- #1

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## Homework Statement

How do i integrate:

[tex]\int\frac{1}{(x^2+1)^2}[/tex]

?

## Homework Equations

The answer is:

[tex]\frac{1}{4}(\frac{-2x}{x^2-1}-log(x-1)+log(x+1))[/tex]

## The Attempt at a Solution

I dont know which method to use.

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- Thread starter sara_87
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- #1

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How do i integrate:

[tex]\int\frac{1}{(x^2+1)^2}[/tex]

?

The answer is:

[tex]\frac{1}{4}(\frac{-2x}{x^2-1}-log(x-1)+log(x+1))[/tex]

I dont know which method to use.

- #2

Dick

Science Advisor

Homework Helper

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The answer you posted is correct if the integrand is 1/(1-x^2)^2. Is that what you meant? If so, try partial fractions.

- #3

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Im sorry, the question is correct but the answer is:

1/2[x/(x^2+1)+arctan(x)]

here partial fractions wont work because i will still have a term with (x^2+1)^2 in the denominator

- #4

Mark44

Mentor

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Have you tried a trig substitution? tan (theta) = x would be a good one to start with.

- #5

Dick

Science Advisor

Homework Helper

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1/2[x/(x^2+1)+arctan(x)]

here partial fractions wont work because i will still have a term with (x^2+1)^2 in the denominator

Ok, then it's a trig substitution. Like x=tan(t).

- #6

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how did you know what substitution to make??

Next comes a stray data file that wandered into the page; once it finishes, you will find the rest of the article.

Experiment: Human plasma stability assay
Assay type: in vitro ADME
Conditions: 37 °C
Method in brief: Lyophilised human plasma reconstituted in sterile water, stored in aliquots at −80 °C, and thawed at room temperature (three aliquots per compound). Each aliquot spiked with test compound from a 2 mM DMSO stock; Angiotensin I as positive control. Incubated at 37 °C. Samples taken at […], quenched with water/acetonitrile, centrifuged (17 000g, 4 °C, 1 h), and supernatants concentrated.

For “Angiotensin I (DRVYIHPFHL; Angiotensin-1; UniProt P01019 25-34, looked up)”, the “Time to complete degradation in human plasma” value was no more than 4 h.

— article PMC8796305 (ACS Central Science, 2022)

- #7

Mark44

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Draw a right triangle and label the sides and hypotenuse according to the expression in your integral. Since you have x^2 + 1, that corresponds to the hypotenuse. Label the side opposite your acute angle as x, label the base as 1, and label the hypotenuse as sqrt(x^2 + 1). So tan(theta) = x/1, and sec^2(theta)d(theta) = dx. Use these two equations to completely convert you integral from expressions in x and dx to ones in theta and d(theta).

- #8

Mark44

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If you're asking how did we know to make a trig substitution, they are good bets when you have factors involving the sum or difference of squares, such as sqrt(x^2 + a^2), sqrt(a^2 - x^2), or sqrt(x^2 - a^2).

- #9

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what if we have (5+x^2)^2 in the denominator?

- #10

Mark44

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Label the opposite side as x and the base as sqrt(x), so tan(theta) = x/sqrt(5)

- #11

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thank you

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